Advocacy in Flawed Systems: Using Shackling Language to Help a PWD?
In my professional life, I’m an advocate at a non-profit agency that provides free legal services to low-income folks. I work primarily in the area of public benefits, which means I’ve done a lot of work with the program from the Social Security Administration (SSA) to assist low-income folks with permanent disabilities: Supplemental Security Income (SSI). When I read Lauredhel’s post about the language of shackling and the problem with terms like “wheelchair bound,” it reminded me of the type of problem advocates and people with disabilities encounter in navigating the SSI application process.
Some quick background on SSI — it’s a program from the Social Security Administration, but does not require past work history or employment where the individual was paying into the Social Security system. Those programs that do depend on past work history and contributions to Social Security are termed insurance programs, where a person who becomes disabled or turns 65 can collect disability or retirement insurance based on past contributions (premiums) paid to SSA. Those insurance programs are available to anyone who has paid in, regardless of income or resources — Donald Trump and Bill Gates will both collect retirement insurance starting at age 65.
SSI, on the other hand, is considered a “welfare” program, because it is based on the income and resources of the applicant and doesn’t depend on past contributions to SSA. A person has to be very low-income in order to qualify for SSI and there are strict limits on the resources a person can have, including property, bank accounts, or other assets. If a person qualifies for SSI, they receive a maximum Federal grant of $674 a month. Some states supplement that grant – in California, the maximum SSI grant is $850 a month.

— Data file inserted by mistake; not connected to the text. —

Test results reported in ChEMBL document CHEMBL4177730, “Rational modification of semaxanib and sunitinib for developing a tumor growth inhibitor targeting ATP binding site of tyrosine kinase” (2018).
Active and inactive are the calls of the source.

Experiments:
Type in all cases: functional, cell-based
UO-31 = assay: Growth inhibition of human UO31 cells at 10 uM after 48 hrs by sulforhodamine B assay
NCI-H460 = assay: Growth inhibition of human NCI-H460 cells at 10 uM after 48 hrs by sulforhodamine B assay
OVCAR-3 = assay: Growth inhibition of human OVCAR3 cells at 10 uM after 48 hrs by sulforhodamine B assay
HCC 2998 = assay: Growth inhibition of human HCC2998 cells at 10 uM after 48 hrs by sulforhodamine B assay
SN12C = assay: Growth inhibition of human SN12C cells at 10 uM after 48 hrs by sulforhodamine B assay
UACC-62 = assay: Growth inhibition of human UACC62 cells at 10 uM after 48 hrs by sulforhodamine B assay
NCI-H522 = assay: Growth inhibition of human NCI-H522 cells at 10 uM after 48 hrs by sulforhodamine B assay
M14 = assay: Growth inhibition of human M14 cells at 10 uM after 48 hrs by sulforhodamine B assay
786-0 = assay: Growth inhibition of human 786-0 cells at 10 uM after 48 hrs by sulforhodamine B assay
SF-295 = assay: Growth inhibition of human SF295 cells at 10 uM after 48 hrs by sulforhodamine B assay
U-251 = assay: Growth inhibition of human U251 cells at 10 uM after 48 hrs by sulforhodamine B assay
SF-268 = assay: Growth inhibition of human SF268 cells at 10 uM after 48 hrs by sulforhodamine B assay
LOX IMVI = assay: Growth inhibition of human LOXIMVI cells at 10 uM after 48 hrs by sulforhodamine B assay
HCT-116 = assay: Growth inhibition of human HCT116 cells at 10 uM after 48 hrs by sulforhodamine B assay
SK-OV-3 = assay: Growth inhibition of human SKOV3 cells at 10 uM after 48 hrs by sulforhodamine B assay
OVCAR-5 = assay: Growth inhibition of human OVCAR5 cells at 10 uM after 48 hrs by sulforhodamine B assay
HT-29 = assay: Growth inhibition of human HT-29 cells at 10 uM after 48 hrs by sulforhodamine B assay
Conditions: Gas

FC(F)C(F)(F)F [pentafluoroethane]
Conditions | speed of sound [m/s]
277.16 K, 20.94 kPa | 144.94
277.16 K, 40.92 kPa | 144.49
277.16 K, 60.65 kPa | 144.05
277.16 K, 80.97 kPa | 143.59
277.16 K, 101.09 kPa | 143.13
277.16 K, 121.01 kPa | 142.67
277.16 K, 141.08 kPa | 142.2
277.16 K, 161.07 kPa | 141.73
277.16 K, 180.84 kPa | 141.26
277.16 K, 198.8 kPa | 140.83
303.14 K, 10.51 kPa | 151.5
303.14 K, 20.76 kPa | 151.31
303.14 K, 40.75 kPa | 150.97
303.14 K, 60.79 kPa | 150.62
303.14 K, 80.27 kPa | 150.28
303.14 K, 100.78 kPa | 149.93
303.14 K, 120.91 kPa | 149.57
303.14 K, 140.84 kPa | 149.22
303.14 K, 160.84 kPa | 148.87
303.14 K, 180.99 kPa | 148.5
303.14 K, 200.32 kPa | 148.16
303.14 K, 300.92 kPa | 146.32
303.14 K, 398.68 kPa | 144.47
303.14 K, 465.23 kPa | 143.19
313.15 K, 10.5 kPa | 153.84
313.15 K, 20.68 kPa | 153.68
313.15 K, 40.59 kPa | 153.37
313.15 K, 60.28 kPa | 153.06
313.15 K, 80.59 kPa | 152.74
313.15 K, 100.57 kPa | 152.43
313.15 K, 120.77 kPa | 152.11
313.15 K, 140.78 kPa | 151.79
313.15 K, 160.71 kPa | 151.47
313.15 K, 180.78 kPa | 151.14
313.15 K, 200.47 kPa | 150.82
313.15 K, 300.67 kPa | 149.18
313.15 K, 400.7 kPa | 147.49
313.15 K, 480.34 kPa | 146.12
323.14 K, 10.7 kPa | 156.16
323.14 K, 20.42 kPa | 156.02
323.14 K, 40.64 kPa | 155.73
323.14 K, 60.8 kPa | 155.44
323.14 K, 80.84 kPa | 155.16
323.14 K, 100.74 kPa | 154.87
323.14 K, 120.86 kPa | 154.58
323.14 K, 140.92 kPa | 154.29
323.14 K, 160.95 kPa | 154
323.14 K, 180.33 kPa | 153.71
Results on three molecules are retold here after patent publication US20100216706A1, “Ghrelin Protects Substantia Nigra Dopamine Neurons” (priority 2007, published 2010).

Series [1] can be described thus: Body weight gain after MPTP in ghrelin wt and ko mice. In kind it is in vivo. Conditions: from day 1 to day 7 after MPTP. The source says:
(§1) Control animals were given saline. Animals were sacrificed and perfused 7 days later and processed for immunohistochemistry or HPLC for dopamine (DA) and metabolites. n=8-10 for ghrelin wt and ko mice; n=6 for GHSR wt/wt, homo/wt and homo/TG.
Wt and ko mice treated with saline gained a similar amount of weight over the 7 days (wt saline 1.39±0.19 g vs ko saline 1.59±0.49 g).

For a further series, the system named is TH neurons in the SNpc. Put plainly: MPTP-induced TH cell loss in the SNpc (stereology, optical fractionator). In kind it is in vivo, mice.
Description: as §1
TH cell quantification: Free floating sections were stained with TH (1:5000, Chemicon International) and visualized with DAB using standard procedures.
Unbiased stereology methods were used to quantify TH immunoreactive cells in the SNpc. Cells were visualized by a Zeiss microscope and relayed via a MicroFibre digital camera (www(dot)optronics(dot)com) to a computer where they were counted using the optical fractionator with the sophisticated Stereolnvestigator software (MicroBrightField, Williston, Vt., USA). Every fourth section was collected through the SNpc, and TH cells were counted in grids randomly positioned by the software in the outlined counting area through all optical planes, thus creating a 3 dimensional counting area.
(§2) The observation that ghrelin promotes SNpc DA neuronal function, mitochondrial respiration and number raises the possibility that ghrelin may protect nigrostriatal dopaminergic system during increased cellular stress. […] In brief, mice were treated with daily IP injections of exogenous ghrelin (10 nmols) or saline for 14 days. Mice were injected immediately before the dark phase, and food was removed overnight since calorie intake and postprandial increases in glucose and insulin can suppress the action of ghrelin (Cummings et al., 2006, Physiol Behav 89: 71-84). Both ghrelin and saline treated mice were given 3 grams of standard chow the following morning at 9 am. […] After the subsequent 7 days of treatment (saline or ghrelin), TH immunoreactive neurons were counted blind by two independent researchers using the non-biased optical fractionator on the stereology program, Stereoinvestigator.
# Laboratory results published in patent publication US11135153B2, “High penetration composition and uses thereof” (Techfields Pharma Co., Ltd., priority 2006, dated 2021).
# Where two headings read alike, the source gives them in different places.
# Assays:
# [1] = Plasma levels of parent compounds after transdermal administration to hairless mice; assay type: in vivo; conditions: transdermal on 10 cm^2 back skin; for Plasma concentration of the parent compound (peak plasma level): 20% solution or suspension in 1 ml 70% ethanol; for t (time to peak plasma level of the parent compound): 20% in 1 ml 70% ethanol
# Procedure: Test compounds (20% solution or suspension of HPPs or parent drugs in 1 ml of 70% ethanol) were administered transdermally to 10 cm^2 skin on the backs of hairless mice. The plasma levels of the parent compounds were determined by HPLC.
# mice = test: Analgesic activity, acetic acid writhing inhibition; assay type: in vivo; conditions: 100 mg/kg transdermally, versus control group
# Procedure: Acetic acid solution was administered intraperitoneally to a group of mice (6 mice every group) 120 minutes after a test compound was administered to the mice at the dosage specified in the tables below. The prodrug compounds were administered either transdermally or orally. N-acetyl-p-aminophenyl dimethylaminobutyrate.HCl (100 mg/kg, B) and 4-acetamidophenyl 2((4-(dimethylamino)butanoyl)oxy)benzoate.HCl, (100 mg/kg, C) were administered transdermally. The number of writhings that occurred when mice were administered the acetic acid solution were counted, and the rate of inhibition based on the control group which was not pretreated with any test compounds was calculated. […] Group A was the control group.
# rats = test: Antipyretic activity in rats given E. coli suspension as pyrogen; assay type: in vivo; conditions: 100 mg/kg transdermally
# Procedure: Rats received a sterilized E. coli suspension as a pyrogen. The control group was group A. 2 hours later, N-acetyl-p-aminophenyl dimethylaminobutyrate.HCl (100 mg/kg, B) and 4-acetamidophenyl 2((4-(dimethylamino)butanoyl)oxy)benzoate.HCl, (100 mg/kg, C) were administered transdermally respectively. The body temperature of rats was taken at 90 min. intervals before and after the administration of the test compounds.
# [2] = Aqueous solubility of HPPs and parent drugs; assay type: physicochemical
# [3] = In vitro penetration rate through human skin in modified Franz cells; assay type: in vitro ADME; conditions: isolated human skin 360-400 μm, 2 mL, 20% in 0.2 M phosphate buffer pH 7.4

Advocacy usually comes into play in determining whether or not an individual claimant is sufficiently disabled to qualify for SSI benefits. In order to qualify, an individual must have a physical or mental impairment that prevents them from engaging in substantial employment for a period of 12 months or more. When an individual applies, they turn in medical records, forms and statements from their doctors, and forms about their work activities and daily activities and general impairments. SSA then considers and often decides that the applicant is not disabled, requiring the person to go to an administrative hearing with an Administrative Law Judge (ALJ) to determine whether or not the person is disabled.
I represent people in this process and at these hearings, where my client’s goal is to convince the ALJ that they have a disability that prevents them from working and therefore should get SSI benefits. For many of my clients, SSI money is their only possibility for ongoing income that would allow them to keep their apartments, buy food, pay for medications, and otherwise survive. This means that convincing the ALJ that they are sufficiently disabled is of paramount importance to the clients.